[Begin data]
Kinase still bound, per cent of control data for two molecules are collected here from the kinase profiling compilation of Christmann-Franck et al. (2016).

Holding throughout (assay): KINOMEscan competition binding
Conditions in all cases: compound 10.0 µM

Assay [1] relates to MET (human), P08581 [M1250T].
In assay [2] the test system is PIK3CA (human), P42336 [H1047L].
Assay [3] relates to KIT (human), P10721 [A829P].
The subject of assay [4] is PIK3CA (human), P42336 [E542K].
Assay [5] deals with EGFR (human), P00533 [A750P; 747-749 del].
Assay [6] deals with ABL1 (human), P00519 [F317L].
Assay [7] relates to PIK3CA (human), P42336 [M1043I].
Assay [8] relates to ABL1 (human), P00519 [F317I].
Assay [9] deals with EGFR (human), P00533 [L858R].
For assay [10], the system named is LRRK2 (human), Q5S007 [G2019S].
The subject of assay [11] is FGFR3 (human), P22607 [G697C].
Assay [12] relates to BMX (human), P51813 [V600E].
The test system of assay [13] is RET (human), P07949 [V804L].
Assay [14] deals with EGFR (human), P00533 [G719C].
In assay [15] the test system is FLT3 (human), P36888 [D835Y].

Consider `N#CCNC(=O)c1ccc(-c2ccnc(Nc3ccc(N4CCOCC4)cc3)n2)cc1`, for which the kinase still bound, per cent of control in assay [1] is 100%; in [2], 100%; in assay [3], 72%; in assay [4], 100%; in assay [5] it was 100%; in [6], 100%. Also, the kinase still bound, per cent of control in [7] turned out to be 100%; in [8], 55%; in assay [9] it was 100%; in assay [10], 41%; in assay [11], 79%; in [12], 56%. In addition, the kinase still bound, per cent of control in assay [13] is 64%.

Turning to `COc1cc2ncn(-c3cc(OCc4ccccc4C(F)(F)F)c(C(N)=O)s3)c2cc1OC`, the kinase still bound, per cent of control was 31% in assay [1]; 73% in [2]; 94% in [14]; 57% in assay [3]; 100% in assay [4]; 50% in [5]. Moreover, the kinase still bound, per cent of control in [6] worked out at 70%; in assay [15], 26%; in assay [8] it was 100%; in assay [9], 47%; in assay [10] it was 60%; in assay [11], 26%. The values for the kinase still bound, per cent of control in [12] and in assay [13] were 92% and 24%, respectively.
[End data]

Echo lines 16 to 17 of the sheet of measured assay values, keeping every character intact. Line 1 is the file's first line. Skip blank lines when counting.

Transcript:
The test system of assay [13] is RET (human), P07949 [V804L].
Assay [14] deals with EGFR (human), P00533 [G719C].